284 F.2d 341
Carroll Norwood BYRD, Appellant,
William F. STEINER, Warden, Maryland House of Correction, Appellee.
United States Court of Appeals Fourth Circuit.
Argued Nov. 15, 1960.
Decided Nov. 17, 1960.
Stephen D. Moses (Court-assigned counsel), Baltimore, Md., for appellant.
James H. Norris, Jr., Sp. Asst. Atty. Gen. of Maryland (C. Ferdinand Sybert, Atty. Gen. of Maryland, on the brief), for appellee.
Before SOBELOFF, Chief Judge, and HAYNSWORTH and BOREMAN, Circuit judges.
This is an appeal from a denial of a petition for writ of habeas corpus filed by a state court prisoner.
Byrd was convicted of having had carnal knowledge of minor female and of having committed perverted sex acts. Concurrent sentences were imposed, the longest being ten years imposed upon the conviction of having had carnal knowledge of the minor female.
Byrd did not appeal from his conviction, but subsequently filed a petition under Maryland's Post Conviction Procedure Act, Code 1957, art. 27, 645A et seq., in which he raised a number of points. The Circuit of Anne Arumdel County appointed counsel for him and a hearing was held, after which the petition was dismissed. Byrd applied to the Court of Appeals of Maryland for permission to appeal from the denial of his petition, in which he raised certain additional points not presented to the Circuit Court of Anne Arundel County, as will appear from the opinion of the Court of Appeals of Maryland, in which the application was denied. Byrd v. Warden, 222 Md. 577, 158 A.2d 120.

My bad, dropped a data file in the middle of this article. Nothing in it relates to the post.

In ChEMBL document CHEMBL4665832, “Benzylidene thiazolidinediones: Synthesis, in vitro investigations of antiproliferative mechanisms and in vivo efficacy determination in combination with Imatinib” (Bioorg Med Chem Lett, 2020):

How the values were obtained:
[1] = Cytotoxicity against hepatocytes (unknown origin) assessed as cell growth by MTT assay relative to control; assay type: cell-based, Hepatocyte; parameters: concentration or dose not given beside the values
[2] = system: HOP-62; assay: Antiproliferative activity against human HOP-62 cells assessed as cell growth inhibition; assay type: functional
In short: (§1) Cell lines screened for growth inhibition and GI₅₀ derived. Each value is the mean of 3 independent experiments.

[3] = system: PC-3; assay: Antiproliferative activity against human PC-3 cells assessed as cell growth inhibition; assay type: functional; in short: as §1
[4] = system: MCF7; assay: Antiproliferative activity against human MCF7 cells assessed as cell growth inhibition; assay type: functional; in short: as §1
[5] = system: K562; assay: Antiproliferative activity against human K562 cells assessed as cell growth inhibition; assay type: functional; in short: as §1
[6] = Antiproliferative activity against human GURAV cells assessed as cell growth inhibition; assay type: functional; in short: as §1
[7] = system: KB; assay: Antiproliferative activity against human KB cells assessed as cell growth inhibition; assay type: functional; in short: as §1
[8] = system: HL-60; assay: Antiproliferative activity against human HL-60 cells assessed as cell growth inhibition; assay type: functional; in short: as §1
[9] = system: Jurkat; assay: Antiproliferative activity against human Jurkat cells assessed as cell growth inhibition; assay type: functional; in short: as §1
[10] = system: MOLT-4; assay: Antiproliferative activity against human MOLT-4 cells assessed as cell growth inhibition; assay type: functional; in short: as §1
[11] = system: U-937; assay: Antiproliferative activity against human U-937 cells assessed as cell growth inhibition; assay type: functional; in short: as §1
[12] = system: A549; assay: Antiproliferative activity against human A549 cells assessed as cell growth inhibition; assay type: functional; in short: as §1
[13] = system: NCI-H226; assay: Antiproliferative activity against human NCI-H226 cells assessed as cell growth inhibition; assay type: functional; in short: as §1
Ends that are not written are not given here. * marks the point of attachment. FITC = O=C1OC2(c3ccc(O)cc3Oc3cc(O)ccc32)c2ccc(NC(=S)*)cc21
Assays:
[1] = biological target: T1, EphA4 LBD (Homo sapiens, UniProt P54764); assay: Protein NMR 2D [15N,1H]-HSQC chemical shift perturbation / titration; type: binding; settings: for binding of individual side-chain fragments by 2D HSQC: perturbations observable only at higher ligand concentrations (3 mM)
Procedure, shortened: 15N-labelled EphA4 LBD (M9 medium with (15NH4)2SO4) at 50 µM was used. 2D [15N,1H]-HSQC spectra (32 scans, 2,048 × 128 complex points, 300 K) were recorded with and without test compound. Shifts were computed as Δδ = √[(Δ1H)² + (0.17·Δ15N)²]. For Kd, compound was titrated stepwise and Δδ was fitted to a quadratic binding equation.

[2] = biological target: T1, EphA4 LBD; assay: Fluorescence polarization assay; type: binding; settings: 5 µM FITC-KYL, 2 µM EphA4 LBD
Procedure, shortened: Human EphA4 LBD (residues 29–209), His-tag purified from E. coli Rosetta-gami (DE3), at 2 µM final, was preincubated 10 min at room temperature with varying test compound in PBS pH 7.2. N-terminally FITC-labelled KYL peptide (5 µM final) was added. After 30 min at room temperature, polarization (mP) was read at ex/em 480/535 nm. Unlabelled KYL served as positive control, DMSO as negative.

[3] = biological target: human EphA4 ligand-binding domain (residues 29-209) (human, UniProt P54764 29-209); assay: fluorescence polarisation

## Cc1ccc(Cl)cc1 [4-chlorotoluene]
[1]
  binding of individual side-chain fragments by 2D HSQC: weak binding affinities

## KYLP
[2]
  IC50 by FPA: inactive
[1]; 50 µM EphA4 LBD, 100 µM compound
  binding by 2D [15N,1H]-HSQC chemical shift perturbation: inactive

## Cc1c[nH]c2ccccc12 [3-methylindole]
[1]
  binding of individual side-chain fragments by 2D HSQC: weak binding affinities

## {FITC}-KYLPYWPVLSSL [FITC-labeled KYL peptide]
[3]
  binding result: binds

On this appeal Byrd contends that at the time of his trial he was confined in jail and was not permitted to be present at the trial. The District Judge was not required to inquire into the facts, for this contention was not among those urged by Byrd in any of the state court proceedings. While he may have exhausted his state court remedies as to certain contention he does not now urge, he has not exhausted his state court remedies with respect to the question he now tenders. Orderly procedure and the maintenance of proper relations between the courts of Maryland and those of the United States require that the District Court refuse to inquire into factual issues presented for the first time in the District Court and which have never been raised, or attempted to be raised, in the state courts. Darr v. Burford, 339 U.S. 200, 70 S.Ct. 587, 94 L.Ed. 761.
This appeal was filed without a certificate of probable cause from the District Judge. After considering the record and hearing court-appointed counsel, the judges of this Court find no merit in the appeal. The appeal will be dismissed for want of certificate of probable cause to appeal.